Hudson November 29, 2006, 1:58 pm
  • It is an assumption — and not a particularly sound one — to assume Manny will remain as dominant over the next “5-7” seasons as he was over the past six.
    The fact is: Either Manny was hurting through most of last season, so much so that he couldn’t play for the six weeks, and when he did play he stunk. He hasn’t gotten surgery this off-season, so rest may have made him healthier, or it may not have. We don’t know.
    Or Manny was faking the last six weeks, angry by a Joe Giuliotti scoring decision. Another such incident could occur at any moment. Or it might never happen again. Again, we don’t know.
    Also consider the Red Sox are unlikely to exercise their $20M options for 2009 and 2010, making 2008 his last season in Boston. Further considering the market is overvaluing sluggers to the tune of Manny’s salary for hitters who aren’t Manny, and trading him is certainly not “stupid” — ASSUMING again that you can get value back that can either be spun for similar production or solidify the team’s holes in the bullpen and infield long-term.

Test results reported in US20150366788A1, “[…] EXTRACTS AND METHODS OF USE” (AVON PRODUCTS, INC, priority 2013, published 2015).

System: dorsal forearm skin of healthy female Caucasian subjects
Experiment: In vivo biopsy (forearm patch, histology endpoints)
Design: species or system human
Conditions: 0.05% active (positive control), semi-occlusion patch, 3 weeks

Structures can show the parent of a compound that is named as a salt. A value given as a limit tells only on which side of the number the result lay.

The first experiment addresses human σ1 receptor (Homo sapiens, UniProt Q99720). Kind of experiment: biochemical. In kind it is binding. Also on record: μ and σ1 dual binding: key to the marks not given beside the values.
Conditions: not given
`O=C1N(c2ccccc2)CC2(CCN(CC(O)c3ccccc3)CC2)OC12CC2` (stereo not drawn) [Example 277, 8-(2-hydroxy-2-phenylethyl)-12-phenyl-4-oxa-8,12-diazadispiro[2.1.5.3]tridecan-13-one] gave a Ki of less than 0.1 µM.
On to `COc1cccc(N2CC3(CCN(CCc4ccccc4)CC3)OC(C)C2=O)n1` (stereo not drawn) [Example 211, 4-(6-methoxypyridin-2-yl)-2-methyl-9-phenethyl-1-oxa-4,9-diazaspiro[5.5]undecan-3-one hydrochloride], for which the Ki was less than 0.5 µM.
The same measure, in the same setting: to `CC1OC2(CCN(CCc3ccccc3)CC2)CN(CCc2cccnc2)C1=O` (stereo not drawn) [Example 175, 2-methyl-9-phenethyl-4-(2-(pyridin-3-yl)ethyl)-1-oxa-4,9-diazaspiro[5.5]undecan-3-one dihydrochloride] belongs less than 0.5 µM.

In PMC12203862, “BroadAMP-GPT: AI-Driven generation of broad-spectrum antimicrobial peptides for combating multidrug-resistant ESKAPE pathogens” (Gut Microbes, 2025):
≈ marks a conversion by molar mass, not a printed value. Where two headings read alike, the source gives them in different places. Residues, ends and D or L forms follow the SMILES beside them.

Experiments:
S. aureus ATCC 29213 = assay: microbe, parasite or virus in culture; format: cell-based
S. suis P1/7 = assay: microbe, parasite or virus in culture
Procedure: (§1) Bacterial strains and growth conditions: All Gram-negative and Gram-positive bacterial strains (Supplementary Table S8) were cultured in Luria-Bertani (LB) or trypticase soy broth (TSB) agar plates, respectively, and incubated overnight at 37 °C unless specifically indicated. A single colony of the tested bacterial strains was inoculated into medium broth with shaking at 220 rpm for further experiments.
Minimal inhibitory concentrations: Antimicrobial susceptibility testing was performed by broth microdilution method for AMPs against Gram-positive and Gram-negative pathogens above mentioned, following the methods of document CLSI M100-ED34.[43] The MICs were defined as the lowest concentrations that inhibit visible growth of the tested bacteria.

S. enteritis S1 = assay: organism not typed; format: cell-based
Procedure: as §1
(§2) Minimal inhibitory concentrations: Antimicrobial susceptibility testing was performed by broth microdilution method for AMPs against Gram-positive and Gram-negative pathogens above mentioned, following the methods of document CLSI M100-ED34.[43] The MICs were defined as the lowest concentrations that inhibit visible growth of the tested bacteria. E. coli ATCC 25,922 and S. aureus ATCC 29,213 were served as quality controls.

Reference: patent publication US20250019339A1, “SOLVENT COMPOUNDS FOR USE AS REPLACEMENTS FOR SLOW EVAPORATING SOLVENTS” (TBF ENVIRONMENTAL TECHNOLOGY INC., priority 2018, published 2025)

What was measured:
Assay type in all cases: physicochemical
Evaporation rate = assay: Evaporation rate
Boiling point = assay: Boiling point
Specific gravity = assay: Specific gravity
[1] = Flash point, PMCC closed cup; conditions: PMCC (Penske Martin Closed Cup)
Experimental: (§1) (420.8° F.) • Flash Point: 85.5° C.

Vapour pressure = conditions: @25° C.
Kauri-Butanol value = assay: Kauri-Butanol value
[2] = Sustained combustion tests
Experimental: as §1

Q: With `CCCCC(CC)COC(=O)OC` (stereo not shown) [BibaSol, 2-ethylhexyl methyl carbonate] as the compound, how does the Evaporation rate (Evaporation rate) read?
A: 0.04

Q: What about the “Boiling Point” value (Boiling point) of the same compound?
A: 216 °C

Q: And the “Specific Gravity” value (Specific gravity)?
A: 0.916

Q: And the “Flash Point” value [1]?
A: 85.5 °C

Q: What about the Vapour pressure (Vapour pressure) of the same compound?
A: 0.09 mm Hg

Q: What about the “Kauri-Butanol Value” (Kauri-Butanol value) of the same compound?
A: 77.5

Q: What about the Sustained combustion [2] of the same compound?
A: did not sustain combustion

In either case, you roll the dice. You don’t trade Manny, you could end up with two unproductive, injury/angst-filled years that not only hurt the team because you received nothing in return for him when you could have, but because it will affect what draft picks the team would receive when he leaves. Or you could end up with his 500th home run in a Boston uniform and another pair of 40-HR seasons.
    You trade him, you could end up with Andruw Jones, a deeper lineup, a solid bullpen and a World Series team composed of parts you couldn’t have gotten without trading Manny — and those parts are young and will likely be productive for longer than Manny will. Or you could end up with a gaping hole in your lineup that is inadequately filled by a parade of disappointments and costs the Sox a playoff spot.
    Which is the right thing to do? I can honestly say I have no idea.

    Paul SF November 29, 2006, 2:24 pm
  • Paul: